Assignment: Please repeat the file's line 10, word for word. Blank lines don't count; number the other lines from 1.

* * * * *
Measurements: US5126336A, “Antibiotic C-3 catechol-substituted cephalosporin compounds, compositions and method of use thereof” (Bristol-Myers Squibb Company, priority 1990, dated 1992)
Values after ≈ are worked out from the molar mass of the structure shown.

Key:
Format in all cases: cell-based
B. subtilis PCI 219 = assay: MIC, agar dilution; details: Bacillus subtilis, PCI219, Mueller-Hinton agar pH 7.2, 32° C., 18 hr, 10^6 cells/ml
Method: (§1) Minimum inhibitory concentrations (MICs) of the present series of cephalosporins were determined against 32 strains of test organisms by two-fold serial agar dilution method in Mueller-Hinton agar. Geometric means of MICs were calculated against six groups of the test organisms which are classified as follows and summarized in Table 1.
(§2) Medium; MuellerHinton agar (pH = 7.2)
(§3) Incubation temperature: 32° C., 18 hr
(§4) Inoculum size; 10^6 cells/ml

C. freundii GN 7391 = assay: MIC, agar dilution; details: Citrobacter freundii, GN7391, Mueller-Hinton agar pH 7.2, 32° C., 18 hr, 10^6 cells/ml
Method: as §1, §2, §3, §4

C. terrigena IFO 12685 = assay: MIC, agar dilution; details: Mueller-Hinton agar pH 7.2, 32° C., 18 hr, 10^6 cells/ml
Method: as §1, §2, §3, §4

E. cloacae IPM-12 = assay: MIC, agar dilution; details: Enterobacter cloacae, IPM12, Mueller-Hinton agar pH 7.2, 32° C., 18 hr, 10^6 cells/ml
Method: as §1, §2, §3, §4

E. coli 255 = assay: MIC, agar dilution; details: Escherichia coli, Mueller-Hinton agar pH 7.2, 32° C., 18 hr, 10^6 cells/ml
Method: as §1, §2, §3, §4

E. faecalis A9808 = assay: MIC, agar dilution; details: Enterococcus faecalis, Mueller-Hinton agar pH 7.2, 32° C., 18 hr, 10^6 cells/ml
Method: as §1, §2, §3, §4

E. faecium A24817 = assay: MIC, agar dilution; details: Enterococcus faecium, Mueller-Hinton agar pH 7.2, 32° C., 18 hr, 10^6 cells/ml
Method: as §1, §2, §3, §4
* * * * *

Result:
C. freundii GN 7391 = assay: MIC, agar dilution; details: Citrobacter freundii, GN7391, Mueller-Hinton agar pH 7.2, 32° C., 18 hr, 10^6 cells/ml